You can Ring my Bell

The other night a commercial came on, lovely woman with a scarf on her head indicating a lack of hair, pale but healthy looking, and of course wearing a a fashionable pashmina around her neck. In the background happy nurses and IV poles and the woman was “ringing the bell” to indicate she had finished her prescribed rounds of chemotherapy. She had made it. She was now A SURVIVOR.

My husband sitting next to me snorted and said “yeah, see you soon”. We have a very different perspective in our home.

This moment has been bouncing around in my head ever since so I want to explore it a little and put my thoughts in order. I was originally diagnosed with cancer in 2011 and went through the standard 6 month treatment plan.Surgery, radiation, chemo. All along the way from the very first oncologists appointment I was given positive news, and then smacked in the head with the next conversation when they would explain that it was a little worse than expected. This happened over and over and over. I do not know if it is something they teach in medical school or if it was exclusive to my doctor, there was never an honest factual conversation that was not skewed by a positive “it’s not that bad” kind of message. My cancer was diagnosed at stage 3b, it was pretty bad.

My husband and I are both pretty intelligent people who like to learn everything we can about anything that catches our interest, so within weeks we knew what the probabilities were and what we were facing. According to the information we came across I had a 32% chance of still being alive in five years.

So when my oncologist said I was done with treatment, I was in fact basically cured and should go out and live my life, there was not a whole lot of belief in his words.

My cancer returned in 2014 with the discovery of three large tumors in my lungs. As I type this in 2022 you can probably guess that I have been incredibly lucky and found treatment that worked for me, but there is a cost. I have been in treatment since 2014. I have had multiple procedures, more radiation and I have been receiving IV chemotherapy every three weeks for eight years.When I see someone on a commercial ringing that victory bell because they are done, they are cured, they can go back to their precancerous life, I know it’s probably a lie.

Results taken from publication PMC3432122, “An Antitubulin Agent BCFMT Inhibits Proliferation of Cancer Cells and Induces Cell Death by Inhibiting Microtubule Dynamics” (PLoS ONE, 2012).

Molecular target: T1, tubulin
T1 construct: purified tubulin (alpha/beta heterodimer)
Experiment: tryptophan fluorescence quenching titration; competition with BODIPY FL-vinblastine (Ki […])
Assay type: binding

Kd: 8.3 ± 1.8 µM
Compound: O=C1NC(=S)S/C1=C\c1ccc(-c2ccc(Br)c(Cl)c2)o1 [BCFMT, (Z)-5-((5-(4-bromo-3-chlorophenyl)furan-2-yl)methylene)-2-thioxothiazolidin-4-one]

What I wonder about is the people who are told at the beginning do not go looking for information. Do not look at statistics. Just do what the medical staff tells you and live your life. I prepared for the return of the cancer. I did everything I could to get stronger, to live healthier, so when it came back I would be ready to give it my everything. What happens to the people who ring that bell and think they are done forever, that they do not have to worry about it anymore, and then they hear the words, again. We found cancer.

I try to imagine how they feel. Do they resent the Doctors and Nurses who congratulated them on beating the disease? Do they feel as if they have themselves failed? Are they completely demoralized and spiral into a depression or flight mode instead of fight mode? If I had actually believed tat I was done, that my life would return to normal I don’t know how I would have coped with the shock and surprise.

I mean let’s be honest, I know what’s best for everyone. If you need to know what to do just ask me. I am always right. Except in this case. I know that my way is not the way for everyone. I guess that’s what I want to say. Don’t put your preconceived notions of how people should feel into the situation. Listen, watch, adapt. Some people would love it if you showed up with a bouquet of balloons and cupcakes to celebrate and ringing the hell out of the bell and then never ever speak of it again. Some people embrace the suck and get giant stickers on their car that say STUPID CANCER!


  • mb

    March 29, 2022 at 5:42 pm Reply

    My disease is different but I really wish they had approached it differently. I never really felt like I was given good information on what I could do. The nurses always made me feel bad. I always left appointments like I was on death’s door even when things were stable. It was/is really hard on my mental health.

    • Tracy

      March 29, 2022 at 5:55 pm Reply

      It’s so strange to me that they can’t take a moment to have that personal approach, to really look at someone and talk to them rather than just talk at them. I know a lot of people in the medical profession would just say it’s abut time, they have only have so long with each patient, most medical practices have quotas now from the big medical corporations that bought their practices. It just doesn’t work to the benefit of most people.

  • Bonnie Austin

    March 30, 2022 at 12:05 am Reply

    This is what I’m afraid of.
    My Onc does not give out any real info, no statistics. Nothing in what to expect. Not even real info on how common side effects are. Anything I know, I learned by my own research.
    Its maddening. And just beats me down.

  • Sally

    March 30, 2022 at 3:00 am Reply

    Tracy-wow. When I was diagnosed in 2009 with stage 1 breast cancer, my doctor said, “You have a little cancer.” What did that mean? I have been cancer free but have had many scares. Ovaries bursting that should have been shuffled up and maybe cancer. I had part of the colon removed due to precancer polyps. I also am trying to be healthy just waiting for the next cancer.

    You inspire me to live my life with joy. Thanks, Tracy!

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